Colorado has specific rules about who can file a wrongful death lawsuit in the state, covered in this article. For additional questions, please contact a wrongful death lawyer in Colorado for more information.
Wrongful Death Claims in Colorado
In this state, a wrongful death lawsuit is a civil action that tries to establish that a person or entity is liable for someone’s death. To do this, the plaintiff must show that negligence, recklessness, or intentional behavior caused the death.
Many personal injury cases, including slip and fall cases, car accidents, and medical malpractice, can be the reason to file a wrongful death lawsuit.
In essence, a wrongful death action is a personal injury lawsuit where the injured party is deceased. However, another party can take the place of the dead and pursue the legal claim.
Who May File
Colorado statutes state who can file a wrongful death lawsuit. Particular time limits apply to each person who wants to file suit in court. In this state, the deceased’s surviving husband or wife is the only one who can file the claim in the initial year after the person’s death. After the death, the surviving husband or wife and surviving children may file a wrongful death claim during year two.
If the person who died had no surviving husband, wife, or children, the person’s mother or father could file the claim.
Additionally, the state’s representative can file the claim to recover some types of losses incurred by the estate. This is called a survival action.
Damages in a Wrongful Death Lawsuit
In most cases, the jury determines monetary damages in a wrongful death lawsuit, but a judge may perform this duty in some cases. The damages awarded in the legal action depend on case particulars. Generally, Coloradans can seek the following, following injuries:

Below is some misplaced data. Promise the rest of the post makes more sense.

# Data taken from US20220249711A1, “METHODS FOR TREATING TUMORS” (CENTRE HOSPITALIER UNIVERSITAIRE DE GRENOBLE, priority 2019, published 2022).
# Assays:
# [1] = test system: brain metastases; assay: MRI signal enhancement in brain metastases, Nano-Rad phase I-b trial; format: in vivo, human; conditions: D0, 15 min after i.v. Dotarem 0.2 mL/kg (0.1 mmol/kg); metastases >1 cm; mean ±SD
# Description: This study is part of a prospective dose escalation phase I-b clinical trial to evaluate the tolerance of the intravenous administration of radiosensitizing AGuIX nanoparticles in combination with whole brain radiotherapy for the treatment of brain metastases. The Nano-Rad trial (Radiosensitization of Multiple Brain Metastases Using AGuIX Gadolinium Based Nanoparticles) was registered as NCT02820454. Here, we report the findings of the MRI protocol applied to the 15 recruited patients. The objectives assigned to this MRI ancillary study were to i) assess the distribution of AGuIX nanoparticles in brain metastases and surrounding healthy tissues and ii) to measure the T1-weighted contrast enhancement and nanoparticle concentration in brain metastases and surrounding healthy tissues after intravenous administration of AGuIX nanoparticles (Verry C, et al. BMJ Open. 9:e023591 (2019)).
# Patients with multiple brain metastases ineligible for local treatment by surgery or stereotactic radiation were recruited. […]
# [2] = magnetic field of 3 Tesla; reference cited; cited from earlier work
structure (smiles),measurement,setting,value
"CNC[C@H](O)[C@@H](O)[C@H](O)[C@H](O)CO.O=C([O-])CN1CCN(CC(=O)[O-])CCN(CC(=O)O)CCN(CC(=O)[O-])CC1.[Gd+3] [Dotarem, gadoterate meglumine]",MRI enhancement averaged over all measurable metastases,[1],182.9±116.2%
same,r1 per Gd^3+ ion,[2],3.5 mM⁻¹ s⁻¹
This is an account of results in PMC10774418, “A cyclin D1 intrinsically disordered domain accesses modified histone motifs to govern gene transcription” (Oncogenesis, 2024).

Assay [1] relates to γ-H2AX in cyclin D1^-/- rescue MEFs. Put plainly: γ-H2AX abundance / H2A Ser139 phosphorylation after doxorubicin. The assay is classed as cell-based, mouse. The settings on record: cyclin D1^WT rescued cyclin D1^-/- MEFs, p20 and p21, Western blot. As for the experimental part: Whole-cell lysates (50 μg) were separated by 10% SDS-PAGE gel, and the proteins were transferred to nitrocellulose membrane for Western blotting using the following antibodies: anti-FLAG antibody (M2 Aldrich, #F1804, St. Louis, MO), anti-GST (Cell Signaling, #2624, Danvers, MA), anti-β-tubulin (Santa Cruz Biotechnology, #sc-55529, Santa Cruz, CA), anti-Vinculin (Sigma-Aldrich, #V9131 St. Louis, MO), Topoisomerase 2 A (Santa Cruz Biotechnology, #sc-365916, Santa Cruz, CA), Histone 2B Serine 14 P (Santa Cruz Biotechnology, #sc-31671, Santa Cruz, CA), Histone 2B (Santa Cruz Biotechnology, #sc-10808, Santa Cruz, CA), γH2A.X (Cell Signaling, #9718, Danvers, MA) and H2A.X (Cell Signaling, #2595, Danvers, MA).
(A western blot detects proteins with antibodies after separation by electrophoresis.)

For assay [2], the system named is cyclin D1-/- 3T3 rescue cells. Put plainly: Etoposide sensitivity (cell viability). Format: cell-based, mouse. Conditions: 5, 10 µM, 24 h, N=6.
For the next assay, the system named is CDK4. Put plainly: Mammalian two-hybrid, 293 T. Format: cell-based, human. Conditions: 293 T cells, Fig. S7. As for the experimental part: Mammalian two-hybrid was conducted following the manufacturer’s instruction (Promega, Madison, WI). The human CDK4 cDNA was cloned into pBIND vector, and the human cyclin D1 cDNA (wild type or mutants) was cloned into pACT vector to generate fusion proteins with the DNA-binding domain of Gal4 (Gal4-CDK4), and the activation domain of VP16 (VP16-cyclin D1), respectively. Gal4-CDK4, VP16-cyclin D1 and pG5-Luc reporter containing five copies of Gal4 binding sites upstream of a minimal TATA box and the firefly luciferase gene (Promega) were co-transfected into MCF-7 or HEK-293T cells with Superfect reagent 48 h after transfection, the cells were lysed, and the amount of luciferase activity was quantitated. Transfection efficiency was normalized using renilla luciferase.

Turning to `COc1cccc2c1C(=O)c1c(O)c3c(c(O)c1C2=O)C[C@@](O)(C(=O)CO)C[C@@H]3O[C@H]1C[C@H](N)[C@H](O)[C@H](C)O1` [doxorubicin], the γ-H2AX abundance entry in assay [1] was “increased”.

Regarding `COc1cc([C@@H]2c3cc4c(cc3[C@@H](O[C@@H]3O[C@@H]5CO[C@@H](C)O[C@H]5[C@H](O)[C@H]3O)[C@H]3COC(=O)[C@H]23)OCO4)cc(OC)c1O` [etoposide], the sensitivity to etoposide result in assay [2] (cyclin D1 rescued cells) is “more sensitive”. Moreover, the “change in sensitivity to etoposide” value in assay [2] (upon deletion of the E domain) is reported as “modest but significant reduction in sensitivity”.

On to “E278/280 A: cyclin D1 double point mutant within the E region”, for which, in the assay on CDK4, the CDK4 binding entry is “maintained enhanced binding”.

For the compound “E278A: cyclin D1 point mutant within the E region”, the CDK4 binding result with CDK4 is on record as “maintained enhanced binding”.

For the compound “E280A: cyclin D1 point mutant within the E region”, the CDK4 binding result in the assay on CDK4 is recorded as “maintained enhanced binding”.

- Income, wages, commissions, and other compensation the person would have earned if they had survived.
- Lost benefits, such as 401(k) and life insurance.
- Loss of care, comfort, companionship, protection, and affection
Also, the representative of the estate can seek the following damages suffered by the estate:
- Hospital, medical, and emergency care costs related to the person’s illness or injury, and
- Funeral costs.
In a few cases, families may seek punitive damages. These damages are awarded to punish the person whose reckless behavior led to the death. Punitive damages also discourage other people from engaging in similar reckless behavior.
Note that a wrongful death lawsuit is a civil action and differs from a criminal case. The federal or state prosecutor files the criminal case, and punishments include jail or prison time, fines, probation, etc.
The punishment in a wrongful death lawsuit is monetary only. A criminal case and wrongful death can be filed simultaneously. If the criminal case results in an innocent verdict, the wrongful death case still may find the accused liable for the death.
Time Limits to File a Wrongful Death Lawsuit
In Colorado, the plaintiff must file a wrongful death lawsuit within 24 months (2 years) of the person’s death date. This deadline is referred to as the statute of limitations.
The time available to file this civil action is further limited by filing during certain parts of those 24 months.
For example, during year one, the person’s parents or children cannot file the claim if the spouse is still living. Only the husband or wife of the deceased can file during that year.
During year two, the husband or wife can file, but the surviving children can file. If no one else has survived, parents can file the lawsuit at any time.
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